Los Angeles County District Attorney’s Office

11/08/2018 | Press release | Distributed by Public on 11/08/2018 17:17

November 8, 2018: Man Charged With Additional Murder, Attempted Murders for Attacks on Homeless and Others

A criminal complaint was amended today against a man accused of killing four people and injuring eight others in a series of attacks in Los Angeles and Santa Monica earlier this year, the Los Angeles County District Attorney's Office announced.

Ramon Alberto Escobar (dob 6/5/71) now faces four counts of murder, eight counts of attempted murder and six counts of second-degree robbery. The charging document also includes special circumstance allegations of multiple murders and murder during the commission of a robbery, making him eligible for the death penalty.

He pleaded not guilty today to all counts and is scheduled to return to court on Jan. 6 for a preliminary hearing setting.

Deputy District Attorney Victor Avila of the Major Crimes Division is prosecuting the case.

On Sept. 16, Escobar is accused of beating three homeless men and robbing one of them in downtown Los Angeles. Two of the men, Branden Ridout and Kelvin Williams, were killed. Another man suffered serious injuries.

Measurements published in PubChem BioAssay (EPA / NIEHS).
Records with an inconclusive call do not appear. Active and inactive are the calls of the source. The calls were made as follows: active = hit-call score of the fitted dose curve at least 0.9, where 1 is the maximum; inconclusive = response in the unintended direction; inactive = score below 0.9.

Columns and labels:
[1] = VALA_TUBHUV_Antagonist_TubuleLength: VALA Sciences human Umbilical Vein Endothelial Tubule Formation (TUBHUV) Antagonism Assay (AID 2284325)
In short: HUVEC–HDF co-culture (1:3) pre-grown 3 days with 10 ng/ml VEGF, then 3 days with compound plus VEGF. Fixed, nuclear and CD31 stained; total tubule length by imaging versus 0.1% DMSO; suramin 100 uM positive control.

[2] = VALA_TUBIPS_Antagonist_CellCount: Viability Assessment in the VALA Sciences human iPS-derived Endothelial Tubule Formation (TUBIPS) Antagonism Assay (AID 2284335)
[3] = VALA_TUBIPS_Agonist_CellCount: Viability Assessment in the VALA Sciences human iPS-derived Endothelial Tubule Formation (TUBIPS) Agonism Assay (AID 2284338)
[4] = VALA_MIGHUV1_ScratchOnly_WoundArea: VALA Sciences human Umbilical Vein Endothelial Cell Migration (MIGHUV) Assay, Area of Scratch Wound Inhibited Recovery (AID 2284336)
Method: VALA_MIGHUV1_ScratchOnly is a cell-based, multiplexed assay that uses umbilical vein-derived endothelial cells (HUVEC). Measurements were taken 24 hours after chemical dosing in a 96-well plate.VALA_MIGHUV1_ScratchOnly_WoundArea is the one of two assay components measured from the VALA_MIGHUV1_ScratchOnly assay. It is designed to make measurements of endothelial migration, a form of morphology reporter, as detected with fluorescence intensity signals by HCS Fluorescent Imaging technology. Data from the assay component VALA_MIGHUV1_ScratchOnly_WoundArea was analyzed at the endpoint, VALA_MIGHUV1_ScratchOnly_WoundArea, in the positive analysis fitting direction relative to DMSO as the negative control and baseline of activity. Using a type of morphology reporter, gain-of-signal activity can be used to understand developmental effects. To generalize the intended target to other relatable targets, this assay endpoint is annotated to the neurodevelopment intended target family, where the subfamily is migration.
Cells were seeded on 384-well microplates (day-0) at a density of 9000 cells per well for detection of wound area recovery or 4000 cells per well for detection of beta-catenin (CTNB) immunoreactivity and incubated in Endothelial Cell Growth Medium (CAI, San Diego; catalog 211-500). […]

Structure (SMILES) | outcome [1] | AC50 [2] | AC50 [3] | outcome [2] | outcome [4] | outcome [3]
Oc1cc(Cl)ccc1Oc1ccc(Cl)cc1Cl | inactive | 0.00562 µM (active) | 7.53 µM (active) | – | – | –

Escobar then allegedly beat, killed and robbed Steven Cruze whose body was found under the Santa Monica Pier on Sept. 20. The defendant also is accused of beating and robbing Jorge Martinez in Santa Monica on Sept. 24. Martinez was taken to a hospital where he later died.

The defendant also is accused of attacking a man on Sept. 8 at a Santa Monica beach, two people in Griffith Park a day later, and several others in separate incidents in Santa Monica and Los Angeles.

According to the criminal complaint, Escobar used a baseball bat or blunt object during the alleged crimes.
Escobar faces a possible maximum sentence of life in prison without the possibility of parole or death if convicted as charged. A decision will be made at a later date on whether to seek the death penalty.

Case BA471690 remains under investigation by the Los Angeles and Santa Monica police departments.